The Talking Piano Bench That Teaches Sight-Reading

Piano Bench Student

Piano Bench Student

Sadly, the piano bench is an often overlooked treasure chest in the piano room. On the day my first piano was delivered when I was just a little girl, I can remember being as enamored with the piano bench as I was with the piano itself. The piano had 88 keys for me to tickle, but the bench held books full of songs that could be played on those 88 keys. Looking into that piano bench was like being in a gold mine full of sheet music! The piano bench was where I could find even more songs besides the ones that my teacher had given me to learn. I could actually look in there and discover new sounds that my fingers could produce. I have found though that my kids don’t think to look in the piano bench for music books. (This fact baffles me). I have also found in my years of working with piano students that a lot of them don’t seek out new music on their own.  (Again, this baffles me).

Thinking about my piano bench and all the musical treasure it holds gave me an idea! As piano teachers and musicians, we know the importance of being able to sight-read. We also know that the best way for a student to improve at sight-reading is to SIGHT READ. So, why not use the piano bench’s treasure chest quality to get kids excited about sight-reading?

To transform the piano bench into The Talking Piano Bench That Teaches Sight Reading, I used 3 sticky notes, the panic button, a prize, and a carefully selected piece of music for sight-reading practice according to the student’s skill level. Then the student was told to lift the bench and follow the instructions on the sticky notes.

Open Piano Bench

 

Piano Bench Panic Button

Click to see post about Panic Button

Piano Bench Sight Reader

Piano Bench Prize

The instant gratification associated with this activity made it very successful with the students. Now, they look forward to the chance to see what’s in the bench. They enjoy that and I enjoy seeing their sight-reading skills grow!

 

Mystery Practice Assignments

This post is about the never ending practice war. You carefully write out assignments in your student’s notebook, slowly explain what you wrote, and you wait 7 days. Then you find out your student didn’t even look at the assignment sheet. You give your student a look of shock or disappointment and explain again why practice is so important. Repeat the steps from the previous week. The cycle continues.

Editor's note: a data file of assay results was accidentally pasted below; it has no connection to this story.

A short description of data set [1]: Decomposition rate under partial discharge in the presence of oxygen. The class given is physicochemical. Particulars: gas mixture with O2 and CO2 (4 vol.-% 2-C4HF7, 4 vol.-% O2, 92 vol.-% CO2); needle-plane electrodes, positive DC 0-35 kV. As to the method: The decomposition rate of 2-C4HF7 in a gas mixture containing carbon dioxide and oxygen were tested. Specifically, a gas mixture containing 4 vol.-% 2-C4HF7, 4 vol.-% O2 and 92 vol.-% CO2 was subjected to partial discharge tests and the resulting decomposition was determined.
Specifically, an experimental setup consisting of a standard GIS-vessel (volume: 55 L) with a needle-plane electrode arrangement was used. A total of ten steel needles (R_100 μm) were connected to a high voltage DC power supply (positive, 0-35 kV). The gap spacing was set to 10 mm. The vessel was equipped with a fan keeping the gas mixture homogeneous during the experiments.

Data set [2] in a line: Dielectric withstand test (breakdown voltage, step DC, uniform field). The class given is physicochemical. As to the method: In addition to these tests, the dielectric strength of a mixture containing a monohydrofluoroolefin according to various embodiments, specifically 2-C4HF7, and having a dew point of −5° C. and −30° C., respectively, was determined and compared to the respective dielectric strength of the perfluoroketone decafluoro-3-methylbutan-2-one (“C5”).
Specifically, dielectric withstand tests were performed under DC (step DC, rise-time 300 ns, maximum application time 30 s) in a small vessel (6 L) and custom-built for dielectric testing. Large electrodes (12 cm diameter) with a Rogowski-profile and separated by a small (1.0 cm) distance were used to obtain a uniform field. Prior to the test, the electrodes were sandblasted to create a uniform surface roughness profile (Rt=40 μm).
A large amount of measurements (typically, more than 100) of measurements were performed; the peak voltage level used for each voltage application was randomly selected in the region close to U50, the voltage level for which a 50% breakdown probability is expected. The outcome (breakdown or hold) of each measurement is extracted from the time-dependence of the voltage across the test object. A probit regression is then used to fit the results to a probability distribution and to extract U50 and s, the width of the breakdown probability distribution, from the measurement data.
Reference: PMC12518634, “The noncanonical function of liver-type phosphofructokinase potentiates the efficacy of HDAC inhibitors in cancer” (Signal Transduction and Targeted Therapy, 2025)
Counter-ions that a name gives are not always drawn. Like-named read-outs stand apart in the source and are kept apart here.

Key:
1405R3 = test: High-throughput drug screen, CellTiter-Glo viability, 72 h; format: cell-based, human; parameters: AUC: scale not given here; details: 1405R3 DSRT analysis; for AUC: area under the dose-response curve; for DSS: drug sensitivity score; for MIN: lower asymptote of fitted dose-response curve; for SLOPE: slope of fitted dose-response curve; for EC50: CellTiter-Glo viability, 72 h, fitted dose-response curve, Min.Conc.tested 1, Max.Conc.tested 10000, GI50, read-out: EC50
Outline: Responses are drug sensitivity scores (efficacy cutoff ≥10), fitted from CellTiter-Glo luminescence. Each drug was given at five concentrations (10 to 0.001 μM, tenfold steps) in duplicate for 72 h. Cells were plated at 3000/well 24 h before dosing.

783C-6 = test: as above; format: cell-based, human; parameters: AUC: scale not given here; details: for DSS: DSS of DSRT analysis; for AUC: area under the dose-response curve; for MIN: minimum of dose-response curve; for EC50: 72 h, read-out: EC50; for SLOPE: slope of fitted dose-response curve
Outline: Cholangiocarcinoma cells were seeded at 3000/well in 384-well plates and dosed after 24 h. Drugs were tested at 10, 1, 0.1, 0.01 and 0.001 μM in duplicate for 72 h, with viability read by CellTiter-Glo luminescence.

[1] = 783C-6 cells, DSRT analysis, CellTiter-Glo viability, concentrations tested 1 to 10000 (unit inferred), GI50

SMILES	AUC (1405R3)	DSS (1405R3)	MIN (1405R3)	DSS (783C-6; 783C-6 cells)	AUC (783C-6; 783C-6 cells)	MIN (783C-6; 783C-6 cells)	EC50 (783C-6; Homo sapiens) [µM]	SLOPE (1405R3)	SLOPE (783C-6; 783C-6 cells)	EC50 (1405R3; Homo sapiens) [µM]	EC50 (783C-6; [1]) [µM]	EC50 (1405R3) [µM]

I’m sure most piano teachers are familiar with the practice war and some may even have come to accept it as just a normal part of lessons. Well, the rebel in me is standing up today and saying NO! This has got to stop!

So, I have a proposal for any teacher who is ready to accept the challenge to end the war.

This will take a little advanced planning, but I’m betting it will be worth it. This week I’m giving students a different practice task for each of the 7 days in between lessons. My goal is for them to complete at least 5 of these tasks. If they complete all 7, they get to choose something from my treasure box at the end of the lesson. Here is where it gets interesting  – I will assign and explain a really cool practice activity for the first day like one of the ones in Shhh… Your Piano Teacher Thinks This Is Practice by Andrea and Trevor Dow. The other 6 assignments will be given to the student in sealed envelopes with the message – “Do NOT Open Until _________ “! The day of the week will be written on the line. Before giving the student the assignments, I will be making a list of them in my teacher notes so that I can use that in the following lesson.

I can’t wait to see how many of my students will take the mystery challenge!

Will you join me in this quest to end the practice war? Like and / or leave a comment if you’re on board!

Book Review: Making Music by Susan Bonners